Recruiters love reaching for the phone when prospecting, right? At least, that’s the stereotype. But when first contacting a prospect the communication method chosen can make all the difference in the success of a conversation. So, to help you make the right choice, here’s our blog detailing how to decide when a call or email is best in sales…
Think About Timing
Research shows a recruitment prospecting call works best on a Wednesday or Thursday, with the most effective time being early in the day or late in the afternoon. But, this is true for emails, too. So, early in the day, when the prospect has just arrived at work, is prime time for a conversation via either email or phone. Equally, the end of the day is another good option when a prospect is finishing up for the evening. But, unlike phone calls which work best in the middle of the week, there isn’t a best day to send out an email.
Think About the Prospect’s Job Title
Before reaching for the phone, or writing an email, take a moment to do some research on the prospect. Are they high up in the company? A HR director for a multi national company is less likely to be reached with a phone call, but perhaps a highly tailored, thoughtful email would work. There’s no point making calls simply to tick KPI boxes, especially when you have no hope of actually getting in touch with the prospect. So, match up your communication method with the likelihood of getting a response and progressing the conversation with a prospect.
Think About the Purpose
This one is another good benchmark to work with. Why are you contacting this prospect? For recruiters, the answer is usually to pitch your agency’s value, introduce an excellent candidate you’re working with, or to get a job on with the prospect. To do so, it’s likely best to make an initial intro via a phone call as it provides a better opportunity for getting to know the prospect, build rapport, and identify any pain points.
In general, if you need an immediate response from a prospect, pick up the phone. If it’s a simple question that requires no clarification, send an email. When your purpose requires more from the prospect, and you need to ensure you’re selling them on your agency’s value, call them. It’s far easier to control the urgency of a request via phone, meaning a prospect is more likely to commit to your ask then and there via a call.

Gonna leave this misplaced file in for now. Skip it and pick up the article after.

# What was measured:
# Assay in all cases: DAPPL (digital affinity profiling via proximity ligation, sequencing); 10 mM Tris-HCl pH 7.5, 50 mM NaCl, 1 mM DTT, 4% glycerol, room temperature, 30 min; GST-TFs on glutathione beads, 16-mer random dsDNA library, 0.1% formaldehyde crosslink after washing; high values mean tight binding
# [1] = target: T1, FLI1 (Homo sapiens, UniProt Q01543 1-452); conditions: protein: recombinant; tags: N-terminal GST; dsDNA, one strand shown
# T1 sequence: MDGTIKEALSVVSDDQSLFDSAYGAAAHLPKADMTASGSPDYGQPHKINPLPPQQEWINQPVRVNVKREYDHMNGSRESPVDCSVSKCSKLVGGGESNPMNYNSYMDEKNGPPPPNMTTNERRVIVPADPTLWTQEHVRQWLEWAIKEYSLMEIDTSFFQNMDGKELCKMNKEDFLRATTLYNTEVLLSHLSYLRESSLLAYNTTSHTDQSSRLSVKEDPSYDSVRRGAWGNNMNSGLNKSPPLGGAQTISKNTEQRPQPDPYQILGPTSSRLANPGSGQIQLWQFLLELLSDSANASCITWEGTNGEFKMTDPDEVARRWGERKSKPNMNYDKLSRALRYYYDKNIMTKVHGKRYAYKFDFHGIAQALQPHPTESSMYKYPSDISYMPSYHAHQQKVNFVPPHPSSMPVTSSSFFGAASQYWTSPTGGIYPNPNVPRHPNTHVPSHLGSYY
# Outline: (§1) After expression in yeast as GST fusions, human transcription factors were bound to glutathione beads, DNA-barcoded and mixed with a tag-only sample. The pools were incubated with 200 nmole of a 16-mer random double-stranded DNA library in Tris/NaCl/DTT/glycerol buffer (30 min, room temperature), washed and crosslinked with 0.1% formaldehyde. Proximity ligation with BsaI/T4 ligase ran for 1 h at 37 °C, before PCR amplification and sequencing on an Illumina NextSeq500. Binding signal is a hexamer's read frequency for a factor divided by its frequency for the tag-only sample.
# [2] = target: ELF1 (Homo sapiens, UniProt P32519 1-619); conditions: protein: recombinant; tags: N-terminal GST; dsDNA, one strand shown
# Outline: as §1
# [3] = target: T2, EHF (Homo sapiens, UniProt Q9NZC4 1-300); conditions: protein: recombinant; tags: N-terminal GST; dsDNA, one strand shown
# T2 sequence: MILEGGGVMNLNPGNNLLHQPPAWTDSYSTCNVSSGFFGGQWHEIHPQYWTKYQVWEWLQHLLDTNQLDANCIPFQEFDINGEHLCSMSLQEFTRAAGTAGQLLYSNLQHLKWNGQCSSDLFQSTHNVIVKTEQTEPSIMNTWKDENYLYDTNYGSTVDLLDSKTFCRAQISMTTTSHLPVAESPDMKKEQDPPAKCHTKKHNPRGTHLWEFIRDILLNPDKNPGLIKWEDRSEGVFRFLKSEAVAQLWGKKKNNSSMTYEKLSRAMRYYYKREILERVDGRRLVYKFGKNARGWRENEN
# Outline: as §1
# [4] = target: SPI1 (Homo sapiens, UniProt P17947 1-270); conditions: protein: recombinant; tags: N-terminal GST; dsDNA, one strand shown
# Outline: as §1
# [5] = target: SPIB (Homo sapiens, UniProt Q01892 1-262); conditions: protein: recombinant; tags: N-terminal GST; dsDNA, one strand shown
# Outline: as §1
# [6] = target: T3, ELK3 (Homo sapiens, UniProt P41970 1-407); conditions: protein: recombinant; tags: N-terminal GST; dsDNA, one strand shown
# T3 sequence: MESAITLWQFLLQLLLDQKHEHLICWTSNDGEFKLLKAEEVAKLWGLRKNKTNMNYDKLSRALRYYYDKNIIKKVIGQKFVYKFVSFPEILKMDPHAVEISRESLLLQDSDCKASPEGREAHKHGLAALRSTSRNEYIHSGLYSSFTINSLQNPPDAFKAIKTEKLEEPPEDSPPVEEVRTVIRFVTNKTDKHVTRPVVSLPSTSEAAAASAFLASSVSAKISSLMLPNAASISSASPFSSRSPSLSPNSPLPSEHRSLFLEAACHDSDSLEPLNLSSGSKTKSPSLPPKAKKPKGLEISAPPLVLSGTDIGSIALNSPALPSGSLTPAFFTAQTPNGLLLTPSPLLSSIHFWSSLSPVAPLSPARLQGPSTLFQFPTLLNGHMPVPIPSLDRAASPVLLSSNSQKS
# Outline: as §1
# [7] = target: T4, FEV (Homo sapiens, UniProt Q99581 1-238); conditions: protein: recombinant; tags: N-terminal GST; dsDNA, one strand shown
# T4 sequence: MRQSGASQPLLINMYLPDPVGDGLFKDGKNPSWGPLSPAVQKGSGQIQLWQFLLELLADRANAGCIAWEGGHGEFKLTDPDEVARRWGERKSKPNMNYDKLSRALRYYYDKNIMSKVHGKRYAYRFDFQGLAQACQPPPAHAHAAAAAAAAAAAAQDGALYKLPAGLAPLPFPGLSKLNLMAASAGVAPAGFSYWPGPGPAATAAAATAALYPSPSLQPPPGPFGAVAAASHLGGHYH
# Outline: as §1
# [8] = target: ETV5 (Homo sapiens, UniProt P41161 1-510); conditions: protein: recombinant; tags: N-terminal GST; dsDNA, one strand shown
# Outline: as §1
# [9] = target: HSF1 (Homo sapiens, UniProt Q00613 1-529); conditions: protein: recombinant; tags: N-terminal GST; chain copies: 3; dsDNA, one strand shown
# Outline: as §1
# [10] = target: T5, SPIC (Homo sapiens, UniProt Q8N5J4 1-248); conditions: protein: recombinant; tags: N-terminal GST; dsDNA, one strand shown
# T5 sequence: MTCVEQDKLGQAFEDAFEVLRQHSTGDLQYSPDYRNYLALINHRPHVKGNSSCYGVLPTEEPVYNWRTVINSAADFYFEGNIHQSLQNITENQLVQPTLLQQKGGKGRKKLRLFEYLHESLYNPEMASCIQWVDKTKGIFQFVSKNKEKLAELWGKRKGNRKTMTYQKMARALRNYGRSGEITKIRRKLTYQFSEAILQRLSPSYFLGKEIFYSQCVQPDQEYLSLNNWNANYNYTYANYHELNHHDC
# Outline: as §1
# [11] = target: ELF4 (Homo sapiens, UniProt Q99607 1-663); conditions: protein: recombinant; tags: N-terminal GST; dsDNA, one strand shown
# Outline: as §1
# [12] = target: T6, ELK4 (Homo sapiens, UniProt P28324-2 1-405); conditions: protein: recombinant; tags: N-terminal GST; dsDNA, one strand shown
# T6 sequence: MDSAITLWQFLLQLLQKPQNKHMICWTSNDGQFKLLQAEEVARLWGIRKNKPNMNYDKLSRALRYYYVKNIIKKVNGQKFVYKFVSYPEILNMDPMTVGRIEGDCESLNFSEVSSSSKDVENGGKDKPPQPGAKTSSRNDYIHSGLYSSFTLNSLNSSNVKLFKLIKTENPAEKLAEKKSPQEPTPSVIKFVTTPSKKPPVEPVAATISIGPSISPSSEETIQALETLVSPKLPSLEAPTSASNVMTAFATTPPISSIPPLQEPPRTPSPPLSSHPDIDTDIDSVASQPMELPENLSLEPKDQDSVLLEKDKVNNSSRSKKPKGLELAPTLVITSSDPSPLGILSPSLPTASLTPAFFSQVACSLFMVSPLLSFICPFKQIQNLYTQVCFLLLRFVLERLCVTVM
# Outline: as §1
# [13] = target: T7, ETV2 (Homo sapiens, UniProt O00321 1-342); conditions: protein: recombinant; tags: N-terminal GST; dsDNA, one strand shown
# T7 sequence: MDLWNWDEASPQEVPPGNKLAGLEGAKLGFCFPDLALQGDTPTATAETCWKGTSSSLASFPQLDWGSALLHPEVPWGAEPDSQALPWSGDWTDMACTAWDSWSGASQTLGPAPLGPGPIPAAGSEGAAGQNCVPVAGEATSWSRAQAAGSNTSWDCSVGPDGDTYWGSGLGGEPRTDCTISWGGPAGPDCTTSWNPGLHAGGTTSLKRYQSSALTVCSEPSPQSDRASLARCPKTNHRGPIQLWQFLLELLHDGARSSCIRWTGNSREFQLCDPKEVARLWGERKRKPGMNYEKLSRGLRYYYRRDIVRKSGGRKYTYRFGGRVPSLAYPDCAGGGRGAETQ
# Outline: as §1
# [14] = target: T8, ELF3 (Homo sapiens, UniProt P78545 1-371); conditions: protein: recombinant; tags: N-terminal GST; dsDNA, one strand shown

Think About the Outcome
When considering sending an email, look firstly at the benefits and see if they match up with your desired outcome. Email lets you keep a record of your communication with the prospect, good for fact checking and reviewing your conversations further down the line. It also means you can double check information, and ideally avoid any confusion. So, email is good for providing a prospect with a clear piece of information, but less effective for getting to know them and what they want.
Email, then, is good for follow up messages after you’ve made initial contact via the phone when prospecting. It means you can keep the conversation moving without interrupting the prospect’s day with a phone message. But, with email, you do lose out on some of the benefits of a quick phone call.
There’s the personal touch that a phone call provides. It’s likely a better tool for prospecting as you can get to know the prospect better and build from their answers too. Plus, you’re likely to enjoy better clarity with a phone call, and you can cover more in a phone conversation than in one email. So, think about what you need to achieve and at what stage in the conversation you’re at with a prospect and then pick the best method for progressing things further.
First Impressions Count
When making the best first impression, a phone call is likely second only to meeting someone in person. An email just doesn’t convey personality in the same way, no matter how well crafted. So, when it comes to making the best choice, match up your communication method with your ideal outcome. Then work back from there. And of course, once you’ve picked how you’ll get in touch with a prospect, make sure you contact them at the best time of day where they’re most likely to respond.
So, what can you take from this? Calling a prospect for an initial conversation is more likely to be successful than sending an email. It lets you get to know the prospect, and it makes it easier for you to build rapport, and sell your agency’s value. But there are good reasons to send an email, too. The trick is matching up your communication method with your desired outcome.